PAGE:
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Vitamins in Peanut Butter

By Erin Beck

People who consume peanuts and peanut butter tend to have an overall better diet and a greater intake of certain nutrients, according to a 2004 study published by Amy E. Griel and colleagues in the "Journal of the American College of Nutrition." Even though peanut-based products are high in calories, they are not associated with weight gain, according to the study. Peanut butter can be a healthful addition to a balanced diet when consumed in moderation.


Niacin is a water-soluble B vitamin. People must consume water-soluble vitamins regularly, because the body cannot store them, according to the Colorado State University Extension. The body needs niacin for the functioning of the digestive system, nerves and skin. Niacin also helps convert food to energy. Niacin improves circulation and reduces cholesterol levels, according to the University of Maryland Medical Center. The Food and Nutrition Board at the Institute of Medicine recommends that men have 16 mg per day and women 14 mg per day. A serving of peanut butter, or two tablespoons, has 4.3 mg of niacin.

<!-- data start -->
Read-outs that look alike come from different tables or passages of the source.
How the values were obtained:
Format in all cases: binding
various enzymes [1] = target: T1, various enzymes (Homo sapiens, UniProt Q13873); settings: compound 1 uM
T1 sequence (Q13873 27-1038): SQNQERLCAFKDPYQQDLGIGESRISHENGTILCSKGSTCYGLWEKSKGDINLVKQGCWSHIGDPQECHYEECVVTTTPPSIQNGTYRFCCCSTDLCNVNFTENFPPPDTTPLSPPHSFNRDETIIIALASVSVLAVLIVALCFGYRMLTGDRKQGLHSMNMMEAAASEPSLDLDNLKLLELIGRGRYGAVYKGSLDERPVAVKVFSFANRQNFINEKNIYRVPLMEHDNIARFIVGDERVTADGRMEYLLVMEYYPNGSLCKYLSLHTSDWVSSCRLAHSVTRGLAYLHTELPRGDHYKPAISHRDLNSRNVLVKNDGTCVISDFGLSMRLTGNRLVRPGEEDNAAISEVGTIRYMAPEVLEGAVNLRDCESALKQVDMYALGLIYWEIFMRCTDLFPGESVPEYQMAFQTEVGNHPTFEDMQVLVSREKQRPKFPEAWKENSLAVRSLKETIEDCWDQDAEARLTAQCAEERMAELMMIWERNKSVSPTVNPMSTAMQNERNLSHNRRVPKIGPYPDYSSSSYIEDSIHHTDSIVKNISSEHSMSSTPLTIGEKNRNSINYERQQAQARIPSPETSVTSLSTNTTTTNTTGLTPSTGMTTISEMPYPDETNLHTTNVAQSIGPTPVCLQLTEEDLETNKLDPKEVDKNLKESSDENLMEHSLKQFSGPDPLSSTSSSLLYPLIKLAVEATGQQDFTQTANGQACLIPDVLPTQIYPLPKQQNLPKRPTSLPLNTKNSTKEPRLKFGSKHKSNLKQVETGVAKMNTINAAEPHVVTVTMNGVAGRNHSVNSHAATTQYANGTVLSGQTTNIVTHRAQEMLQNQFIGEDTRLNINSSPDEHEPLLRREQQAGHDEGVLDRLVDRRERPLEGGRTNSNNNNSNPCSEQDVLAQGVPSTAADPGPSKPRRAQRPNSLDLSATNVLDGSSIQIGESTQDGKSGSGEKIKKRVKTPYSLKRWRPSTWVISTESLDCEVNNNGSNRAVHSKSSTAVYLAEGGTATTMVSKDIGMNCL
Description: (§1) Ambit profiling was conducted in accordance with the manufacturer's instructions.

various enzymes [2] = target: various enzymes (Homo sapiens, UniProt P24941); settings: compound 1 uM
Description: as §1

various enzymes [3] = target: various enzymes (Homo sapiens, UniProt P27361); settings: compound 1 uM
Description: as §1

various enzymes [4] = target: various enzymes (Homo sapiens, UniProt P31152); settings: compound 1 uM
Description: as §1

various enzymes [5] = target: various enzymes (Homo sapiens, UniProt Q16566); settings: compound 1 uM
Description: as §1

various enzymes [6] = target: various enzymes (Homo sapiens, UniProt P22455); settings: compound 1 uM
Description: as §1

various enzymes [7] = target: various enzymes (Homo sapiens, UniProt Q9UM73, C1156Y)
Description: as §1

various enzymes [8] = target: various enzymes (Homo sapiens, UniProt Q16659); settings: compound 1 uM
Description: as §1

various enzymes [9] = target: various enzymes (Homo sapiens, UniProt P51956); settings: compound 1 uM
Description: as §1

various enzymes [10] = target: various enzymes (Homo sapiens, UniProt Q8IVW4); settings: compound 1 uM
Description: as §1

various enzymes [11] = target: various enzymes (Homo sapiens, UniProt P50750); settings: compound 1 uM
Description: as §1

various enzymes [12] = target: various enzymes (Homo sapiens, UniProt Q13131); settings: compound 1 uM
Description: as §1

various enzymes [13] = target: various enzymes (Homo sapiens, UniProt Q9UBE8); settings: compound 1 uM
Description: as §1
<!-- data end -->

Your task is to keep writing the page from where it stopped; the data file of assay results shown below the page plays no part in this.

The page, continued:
Folate is another water-soluble B vitamin. It helps the body break down, use and create new proteins. The body needs folate for the production of red blood cells and DNA. Folate can reduce the risk of certain birth defects, including spina bifida, anencephaly and some heart defects. It also helps prevent DNA alterations that may lead to cancer, according to the National Institutes of Health. Adults should have 400 mcg per day. A two-tablespoon serving of peanut butter contains 24 mcg.

Vitamin B6

Vitamin B6 is a water-soluble vitamin that helps form antibodies and red blood cells. The body requires vitamin B6 for the breakdown of proteins and maintenance of normal nerve function. A deficiency can lead to anemia. Adults need at least 1.3 mg per day. Men over age 50 need 1.7 mg per day. Women over age 50 need 1.5 mg per day. A serving of peanut butter has 0.2 mg.

Vitamin E

Vitamin E is a fat-soluble vitamin. The body can store fat-soluble vitamins in the liver and fatty tissues, according to the Colorado State University Extension. Therefore, they can be consumed less regularly than water-soluble vitamins. The National Institutes of Health states that vitamin E is an antioxidant that protects the body from free radicals, atoms or groups of atoms that cause cell damage. Free radicals may contribute to heart disease and cancer, according to NIH. Adults should have 15 mg of vitamin E per day. A serving of peanut butter has 2.9 mg.

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